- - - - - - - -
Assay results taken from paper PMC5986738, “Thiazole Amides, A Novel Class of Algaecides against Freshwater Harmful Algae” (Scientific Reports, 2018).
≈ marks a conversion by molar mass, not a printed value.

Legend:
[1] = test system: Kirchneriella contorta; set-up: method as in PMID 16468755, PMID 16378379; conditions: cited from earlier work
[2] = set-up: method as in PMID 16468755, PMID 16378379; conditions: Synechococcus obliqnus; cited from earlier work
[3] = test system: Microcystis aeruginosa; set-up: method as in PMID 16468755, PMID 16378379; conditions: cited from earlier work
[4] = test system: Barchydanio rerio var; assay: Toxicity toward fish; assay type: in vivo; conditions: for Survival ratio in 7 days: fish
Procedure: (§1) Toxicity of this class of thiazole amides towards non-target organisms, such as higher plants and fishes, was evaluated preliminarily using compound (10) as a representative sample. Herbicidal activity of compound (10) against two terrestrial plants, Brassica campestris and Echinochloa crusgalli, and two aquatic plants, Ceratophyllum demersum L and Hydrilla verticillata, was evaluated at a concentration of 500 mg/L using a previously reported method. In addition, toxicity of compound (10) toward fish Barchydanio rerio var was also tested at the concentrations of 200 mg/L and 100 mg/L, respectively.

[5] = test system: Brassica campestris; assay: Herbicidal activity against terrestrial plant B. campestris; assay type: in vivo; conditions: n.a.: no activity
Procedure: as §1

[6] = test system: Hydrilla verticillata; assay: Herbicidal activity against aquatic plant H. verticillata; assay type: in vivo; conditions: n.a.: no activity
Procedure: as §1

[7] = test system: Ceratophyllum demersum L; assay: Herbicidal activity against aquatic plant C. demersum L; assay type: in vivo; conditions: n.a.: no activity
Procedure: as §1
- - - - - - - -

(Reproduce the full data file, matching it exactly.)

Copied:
Assay results taken from paper PMC5986738, “Thiazole Amides, A Novel Class of Algaecides against Freshwater Harmful Algae” (Scientific Reports, 2018).
≈ marks a conversion by molar mass, not a printed value.

Legend:
[1] = test system: Kirchneriella contorta; set-up: method as in PMID 16468755, PMID 16378379; conditions: cited from earlier work
[2] = set-up: method as in PMID 16468755, PMID 16378379; conditions: Synechococcus obliqnus; cited from earlier work
[3] = test system: Microcystis aeruginosa; set-up: method as in PMID 16468755, PMID 16378379; conditions: cited from earlier work
[4] = test system: Barchydanio rerio var; assay: Toxicity toward fish; assay type: in vivo; conditions: for Survival ratio in 7 days: fish
Procedure: (§1) Toxicity of this class of thiazole amides towards non-target organisms, such as higher plants and fishes, was evaluated preliminarily using compound (10) as a representative sample. Herbicidal activity of compound (10) against two terrestrial plants, Brassica campestris and Echinochloa crusgalli, and two aquatic plants, Ceratophyllum demersum L and Hydrilla verticillata, was evaluated at a concentration of 500 mg/L using a previously reported method. In addition, toxicity of compound (10) toward fish Barchydanio rerio var was also tested at the concentrations of 200 mg/L and 100 mg/L, respectively.

[5] = test system: Brassica campestris; assay: Herbicidal activity against terrestrial plant B. campestris; assay type: in vivo; conditions: n.a.: no activity
Procedure: as §1

[6] = test system: Hydrilla verticillata; assay: Herbicidal activity against aquatic plant H. verticillata; assay type: in vivo; conditions: n.a.: no activity
Procedure: as §1

[7] = test system: Ceratophyllum demersum L; assay: Herbicidal activity against aquatic plant C. demersum L; assay type: in vivo; conditions: n.a.: no activity
Procedure: as §1